I use Twitter and I like it. As a registered nurse, twitter helps me promote health and wellness and it helps me educate the public on vital health topics.
It allows me to tweet about an upcoming radio show, link to informative websites and blogs, or retweet (RT) a tweet.
I can read about the latest breaking health news, learn about the latest in health 2.0 and sometimes it simply allows me connect with colleagues and consumers in a fun and friendly fashion.
Twitter has become a source for obtaining the latest news and information. Short snippets of info flow to and fro faster than you can say “uncle.”
In 140 characters or less you can say what you need to say. While some tweets aren’t relevant, I mean really, do we need to know that you’ve waiting in a long line at Starbucks for your café latte? No, but sometimes the mundane tweets helps humanize you a bit.
When a Tweet passes my way that is directed from Dr. Sanjay Gupta, CNN (@sanjayguptacnn), Gwenn O’Keefe, MD, (@drgwenn), Jennifer Shu, MD (@livingwelldoc), Val Jones, MD (@drval), Kevin Pho, MD (@kevinmd), CDC, (@cdcemergency), Daniel Sands, MD (@DrDannySands), or American College of Emergency Physicians (ACEP), (@emergencydocs); just to name a few, I can feel good knowing that the 140 characters or less of info is accurate, reliable and trustworthy.
Educate the Public
Doctors, nurses and other health care professionals can provide accurate,complete, reliable and trustworthy health information.
Tweeting is the perfect opportunity to help educate the public.
I asked three doctors who use twitter to share their thoughts. Here’s what they said:
Kevin Pho, MD, a primary care physician and a nationally recognized medical commentator who publishes provocative medical commentary at KevinMD.com -
Twitter offers an opportunity for doctors to provide instant feedback, faster than they can even from blogging. This can range from providing updates on surgery, which Detroit’s Henry Ford Hospital has done, to giving opinions on the latest, breaking studies. Twitter can provide more transparency to what goes on in the physician’s world, and allow both patients and other doctors to interact with one another in a quick, convenient way.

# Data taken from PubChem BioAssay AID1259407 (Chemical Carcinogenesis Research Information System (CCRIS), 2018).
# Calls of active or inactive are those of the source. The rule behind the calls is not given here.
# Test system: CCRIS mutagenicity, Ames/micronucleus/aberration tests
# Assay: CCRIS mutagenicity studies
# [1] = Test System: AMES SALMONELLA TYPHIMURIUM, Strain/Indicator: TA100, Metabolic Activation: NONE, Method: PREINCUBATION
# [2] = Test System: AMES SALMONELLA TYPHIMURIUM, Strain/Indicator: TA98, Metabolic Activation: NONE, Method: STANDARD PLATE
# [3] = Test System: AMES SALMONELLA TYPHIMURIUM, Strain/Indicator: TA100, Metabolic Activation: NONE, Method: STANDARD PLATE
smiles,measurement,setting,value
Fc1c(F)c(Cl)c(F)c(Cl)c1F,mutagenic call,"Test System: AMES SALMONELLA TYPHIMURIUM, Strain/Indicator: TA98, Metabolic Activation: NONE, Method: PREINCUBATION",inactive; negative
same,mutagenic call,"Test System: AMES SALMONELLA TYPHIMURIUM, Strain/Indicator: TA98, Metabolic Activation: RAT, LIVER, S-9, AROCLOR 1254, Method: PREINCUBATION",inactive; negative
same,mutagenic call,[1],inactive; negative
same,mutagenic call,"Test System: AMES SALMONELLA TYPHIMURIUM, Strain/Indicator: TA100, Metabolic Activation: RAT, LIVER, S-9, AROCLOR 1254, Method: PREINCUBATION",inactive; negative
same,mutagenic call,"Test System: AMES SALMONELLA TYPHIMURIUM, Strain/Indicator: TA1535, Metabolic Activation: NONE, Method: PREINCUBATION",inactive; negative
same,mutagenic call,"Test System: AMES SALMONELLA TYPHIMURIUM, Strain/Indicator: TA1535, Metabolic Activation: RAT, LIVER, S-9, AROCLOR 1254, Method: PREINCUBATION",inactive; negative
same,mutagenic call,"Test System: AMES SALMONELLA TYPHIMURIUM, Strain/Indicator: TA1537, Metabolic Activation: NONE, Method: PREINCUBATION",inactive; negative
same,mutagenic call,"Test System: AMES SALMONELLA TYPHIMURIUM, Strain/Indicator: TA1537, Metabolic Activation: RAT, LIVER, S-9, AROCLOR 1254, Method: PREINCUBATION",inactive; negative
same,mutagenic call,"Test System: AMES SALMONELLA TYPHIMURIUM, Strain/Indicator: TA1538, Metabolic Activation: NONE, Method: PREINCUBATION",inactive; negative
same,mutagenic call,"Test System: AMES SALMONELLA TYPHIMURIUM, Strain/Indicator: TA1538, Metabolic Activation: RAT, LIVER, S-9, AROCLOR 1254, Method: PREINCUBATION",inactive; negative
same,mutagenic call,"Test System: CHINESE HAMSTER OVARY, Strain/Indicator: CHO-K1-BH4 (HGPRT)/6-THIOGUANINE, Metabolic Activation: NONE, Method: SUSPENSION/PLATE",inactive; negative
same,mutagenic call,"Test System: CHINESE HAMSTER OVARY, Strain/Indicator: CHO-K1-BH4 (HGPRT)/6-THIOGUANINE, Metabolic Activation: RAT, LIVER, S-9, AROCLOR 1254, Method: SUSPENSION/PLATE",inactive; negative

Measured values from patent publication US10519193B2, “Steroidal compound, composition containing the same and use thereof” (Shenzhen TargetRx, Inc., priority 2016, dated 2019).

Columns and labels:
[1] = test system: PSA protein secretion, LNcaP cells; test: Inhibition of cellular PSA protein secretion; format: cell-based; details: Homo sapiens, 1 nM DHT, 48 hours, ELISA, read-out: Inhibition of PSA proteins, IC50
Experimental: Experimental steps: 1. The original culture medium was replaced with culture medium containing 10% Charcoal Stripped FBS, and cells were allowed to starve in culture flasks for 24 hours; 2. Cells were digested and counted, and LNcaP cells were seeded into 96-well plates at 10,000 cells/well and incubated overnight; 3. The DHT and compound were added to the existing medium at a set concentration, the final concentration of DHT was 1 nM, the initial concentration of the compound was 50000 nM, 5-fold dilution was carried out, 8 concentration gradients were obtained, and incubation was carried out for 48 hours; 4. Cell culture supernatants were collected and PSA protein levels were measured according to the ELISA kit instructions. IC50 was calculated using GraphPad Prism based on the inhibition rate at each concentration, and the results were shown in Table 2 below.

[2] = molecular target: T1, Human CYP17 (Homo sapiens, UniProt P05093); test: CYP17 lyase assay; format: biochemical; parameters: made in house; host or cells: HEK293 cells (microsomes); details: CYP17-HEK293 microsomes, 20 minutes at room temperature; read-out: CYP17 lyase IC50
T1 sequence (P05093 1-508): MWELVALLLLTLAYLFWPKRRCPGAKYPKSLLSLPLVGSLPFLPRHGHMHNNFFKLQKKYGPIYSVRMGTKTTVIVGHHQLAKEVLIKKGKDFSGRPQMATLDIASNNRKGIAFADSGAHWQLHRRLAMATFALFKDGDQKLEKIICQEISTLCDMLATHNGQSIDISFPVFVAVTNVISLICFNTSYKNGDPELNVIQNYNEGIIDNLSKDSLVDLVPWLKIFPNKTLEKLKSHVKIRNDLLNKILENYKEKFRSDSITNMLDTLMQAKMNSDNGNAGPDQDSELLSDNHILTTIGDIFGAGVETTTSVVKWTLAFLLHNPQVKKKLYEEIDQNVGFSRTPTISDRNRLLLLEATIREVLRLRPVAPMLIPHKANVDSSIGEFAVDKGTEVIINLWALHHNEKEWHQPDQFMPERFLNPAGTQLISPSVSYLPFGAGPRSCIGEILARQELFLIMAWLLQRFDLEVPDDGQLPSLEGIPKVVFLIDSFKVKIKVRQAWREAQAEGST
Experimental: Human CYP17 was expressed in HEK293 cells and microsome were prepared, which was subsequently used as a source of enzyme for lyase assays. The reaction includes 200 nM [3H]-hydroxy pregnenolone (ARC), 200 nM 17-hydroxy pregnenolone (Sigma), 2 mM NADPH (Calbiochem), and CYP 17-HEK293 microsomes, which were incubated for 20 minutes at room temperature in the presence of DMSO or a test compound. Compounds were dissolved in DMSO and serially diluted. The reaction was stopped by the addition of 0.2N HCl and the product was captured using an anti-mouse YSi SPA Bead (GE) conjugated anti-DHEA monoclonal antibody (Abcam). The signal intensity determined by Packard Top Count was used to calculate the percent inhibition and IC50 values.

When we graduate medical school and say the modern Hippocratic oath, we promise to not only do no harm but care for people by respecting the society in which they live. Like it or not, technology is part of that society so we have a responsibility to not only respect it but learn it and use it for the greater good of family health in whatever ways necessary and on whatever platforms are available.
Daniel Z. Sands, MD, Director of Medical Informatics at Cisco IBSG and a primary care physician at Beth Israel Deaconess Medical Center -
By following tweets from health information sources that they trust, people can get general health tips, preventive health information, disease specific information, and even suggestions about to be more engaged in their healthcare. You might also get health coaching from a health professional, a health coach, or even peers (“Did you exercise today?” “I walked 5110 steps today—how many did you walk?”).
The take-away message
Everyone needs to be alert regarding the tweets they receive. Just because a tweet is about a health topic, that doesn’t mean it’s accurate.
Health consumers need to check the source. Doctors and nurses can help educate the public on vital health topics with information that is accurate, reliable, and trustworthy.